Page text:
Figures: 8, 33, 44-45, 51, 88-89, 108-109, 147-148, 183, 211, 225

In addition to the Ecdyonurinae characteristics, the following combination of characteristics will identify the genus:

Larval Diagnosis

Larvae of all Ecdyonurus, except the simplicioides species group may be diagnosed by the combination of the presence of interfacing setae on the caudal filaments (as in Fig. 102) and large, posteriorly projecting pronotal extensions (Fig. 8). Other Ecdyonurinae genera that may posses pronotal extenstions (i.e. Thalerosphyrus) differ in having simple scattered setae on the ventral surface of the maxillae (as in Fig. 49), as opposed to fimbriate setae (as in Fig. 51), and they lack interfacing setae on the caudal filaments. Larvae of the simplicioides group cannot be differentiated from those of Nixe except on a species by species basis. In North America, the simplicioides group has a western distribution, whereas Nixe are mostly eastern. In central North America, Nixe and E. simplicioides (McDunnough) are sympatric but E. simplicioides differs from Nixe in having the pair of pale spots on the anterior margin of the head capsule separated by a distance subequal to or slightly greater than the distance between the bases of the antennae (Fig. 33), whereas the pale spots in sympatric Nixe are closer together than the bases of the antennae (Fig. 32). Nixe kennedyi (McDunnough) occurs in western North America, but the larvae are unknown. In mature female larvae of Nearctic Ecdyonurus, the eggs have scattered knob terminated coiled threads with either scattered tubercles (Fig. 109) or ridges covered with small granules (Fig. 108). In contrast, all known Nixe have a distinctive meshlike pattern of ridges surrounding the knob terminated coiled threads (Fig. 110).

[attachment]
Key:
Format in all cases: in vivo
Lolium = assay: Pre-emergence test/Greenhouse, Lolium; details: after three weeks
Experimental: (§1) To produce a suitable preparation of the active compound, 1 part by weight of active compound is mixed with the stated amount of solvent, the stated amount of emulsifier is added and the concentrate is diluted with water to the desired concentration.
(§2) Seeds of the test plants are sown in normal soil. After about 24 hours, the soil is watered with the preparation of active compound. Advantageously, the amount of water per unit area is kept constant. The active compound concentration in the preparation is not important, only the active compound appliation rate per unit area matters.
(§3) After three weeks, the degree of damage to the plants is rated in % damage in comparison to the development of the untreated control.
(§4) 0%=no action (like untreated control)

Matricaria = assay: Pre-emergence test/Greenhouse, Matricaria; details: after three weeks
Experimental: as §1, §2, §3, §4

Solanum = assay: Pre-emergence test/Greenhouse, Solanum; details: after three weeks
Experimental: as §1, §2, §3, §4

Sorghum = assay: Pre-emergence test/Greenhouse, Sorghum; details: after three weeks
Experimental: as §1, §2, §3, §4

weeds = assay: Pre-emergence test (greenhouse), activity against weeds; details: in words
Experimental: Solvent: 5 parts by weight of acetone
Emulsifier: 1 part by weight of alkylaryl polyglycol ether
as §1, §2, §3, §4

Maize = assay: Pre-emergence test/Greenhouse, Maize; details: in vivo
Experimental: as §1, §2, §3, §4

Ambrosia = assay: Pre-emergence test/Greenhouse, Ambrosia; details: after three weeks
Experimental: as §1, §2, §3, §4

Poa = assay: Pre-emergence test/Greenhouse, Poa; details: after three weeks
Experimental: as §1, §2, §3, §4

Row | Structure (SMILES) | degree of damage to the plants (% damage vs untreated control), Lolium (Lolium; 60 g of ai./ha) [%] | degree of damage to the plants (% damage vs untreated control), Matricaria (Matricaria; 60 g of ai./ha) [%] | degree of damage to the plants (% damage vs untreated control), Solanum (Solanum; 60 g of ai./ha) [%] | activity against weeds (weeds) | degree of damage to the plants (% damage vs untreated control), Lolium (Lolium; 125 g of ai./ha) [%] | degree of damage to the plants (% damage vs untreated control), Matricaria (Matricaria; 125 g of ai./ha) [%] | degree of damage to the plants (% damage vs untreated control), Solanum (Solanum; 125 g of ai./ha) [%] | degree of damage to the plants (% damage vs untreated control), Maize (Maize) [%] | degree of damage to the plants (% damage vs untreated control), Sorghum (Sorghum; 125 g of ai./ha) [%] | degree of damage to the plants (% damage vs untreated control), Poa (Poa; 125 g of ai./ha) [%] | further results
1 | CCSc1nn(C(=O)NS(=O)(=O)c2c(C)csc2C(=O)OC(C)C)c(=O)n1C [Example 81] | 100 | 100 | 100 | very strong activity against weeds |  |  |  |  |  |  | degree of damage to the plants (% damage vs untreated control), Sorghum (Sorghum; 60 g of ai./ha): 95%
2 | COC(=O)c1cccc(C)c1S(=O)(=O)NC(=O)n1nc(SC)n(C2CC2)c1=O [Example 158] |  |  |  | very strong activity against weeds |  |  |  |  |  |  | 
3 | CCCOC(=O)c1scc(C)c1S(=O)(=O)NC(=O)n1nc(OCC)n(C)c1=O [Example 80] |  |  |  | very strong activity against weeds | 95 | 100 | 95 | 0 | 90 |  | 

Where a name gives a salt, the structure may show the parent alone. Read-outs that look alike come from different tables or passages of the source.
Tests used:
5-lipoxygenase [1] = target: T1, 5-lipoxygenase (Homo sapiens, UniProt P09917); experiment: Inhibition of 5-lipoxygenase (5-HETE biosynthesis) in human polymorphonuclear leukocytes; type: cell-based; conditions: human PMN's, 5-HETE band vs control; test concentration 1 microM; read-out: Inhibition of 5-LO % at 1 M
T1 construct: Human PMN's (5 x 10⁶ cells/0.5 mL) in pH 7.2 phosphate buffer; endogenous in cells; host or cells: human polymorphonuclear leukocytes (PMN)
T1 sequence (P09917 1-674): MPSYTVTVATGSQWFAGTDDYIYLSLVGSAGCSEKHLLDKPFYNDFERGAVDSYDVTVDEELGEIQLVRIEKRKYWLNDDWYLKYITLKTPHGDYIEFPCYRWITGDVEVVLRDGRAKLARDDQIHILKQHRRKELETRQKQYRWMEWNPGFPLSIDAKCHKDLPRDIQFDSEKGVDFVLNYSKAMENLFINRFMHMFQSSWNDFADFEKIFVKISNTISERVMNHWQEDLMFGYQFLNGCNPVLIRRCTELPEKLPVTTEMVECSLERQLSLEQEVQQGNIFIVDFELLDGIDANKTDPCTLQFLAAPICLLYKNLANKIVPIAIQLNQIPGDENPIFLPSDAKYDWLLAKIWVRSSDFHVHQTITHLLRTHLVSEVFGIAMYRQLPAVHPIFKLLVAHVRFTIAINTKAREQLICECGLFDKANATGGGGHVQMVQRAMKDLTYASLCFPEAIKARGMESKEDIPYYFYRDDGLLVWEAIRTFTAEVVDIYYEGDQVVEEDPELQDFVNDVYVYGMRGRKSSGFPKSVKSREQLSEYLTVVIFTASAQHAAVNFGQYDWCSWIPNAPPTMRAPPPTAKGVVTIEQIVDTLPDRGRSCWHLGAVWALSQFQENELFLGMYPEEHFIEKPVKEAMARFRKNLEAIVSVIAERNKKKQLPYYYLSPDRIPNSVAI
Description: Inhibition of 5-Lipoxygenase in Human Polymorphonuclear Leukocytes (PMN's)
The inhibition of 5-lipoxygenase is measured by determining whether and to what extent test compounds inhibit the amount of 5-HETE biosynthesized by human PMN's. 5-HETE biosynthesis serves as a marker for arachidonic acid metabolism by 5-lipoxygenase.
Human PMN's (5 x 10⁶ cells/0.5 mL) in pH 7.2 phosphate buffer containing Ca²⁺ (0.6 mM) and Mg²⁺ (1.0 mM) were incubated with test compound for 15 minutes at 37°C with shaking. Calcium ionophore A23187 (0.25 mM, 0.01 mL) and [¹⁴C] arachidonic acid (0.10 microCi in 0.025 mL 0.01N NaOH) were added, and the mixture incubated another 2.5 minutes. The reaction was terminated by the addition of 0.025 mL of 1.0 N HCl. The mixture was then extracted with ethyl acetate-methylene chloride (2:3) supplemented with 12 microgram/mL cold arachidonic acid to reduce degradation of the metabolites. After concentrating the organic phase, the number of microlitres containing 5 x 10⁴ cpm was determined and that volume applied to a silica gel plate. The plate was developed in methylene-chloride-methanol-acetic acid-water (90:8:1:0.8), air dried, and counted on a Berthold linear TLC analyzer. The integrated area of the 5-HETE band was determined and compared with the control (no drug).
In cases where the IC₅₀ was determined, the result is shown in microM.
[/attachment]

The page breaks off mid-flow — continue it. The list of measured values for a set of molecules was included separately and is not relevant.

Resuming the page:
Adult Diagnosis

Males of Ecdyonurus typically have penes that are somewhat triangular in shape with well-developed lateral sclerites and apical sclerites that extend over the medial surface (Fig. 147). Dorsolateral spines are absent or minute and ventral spines are absent on the penes. Males of the simplicioides group differ in that the penes have ventral spines (as in Figs.144, 163), small dorsolateral spines, and less developed sclerites. Males of the simplicioides group are similar to those of Nixe, but differ in that the titllators are not thickened and denticulate. Males of Leucrocuta and Ecdyogymnurus are also similar to the simplicioides group but differ in having well-developed dorsolateral spines and apical sclerites that distinctly extend dorsally.

North American females can be differentiated from other Ecdyonurinae by the combination of the absence of dark staining on the wings and by having eggs with only small tubercles or ridges on the chorion (Figs. 108-109) that are never arranged in a mesh-like pattern.


Holarctic; Oriental (Fig. 225).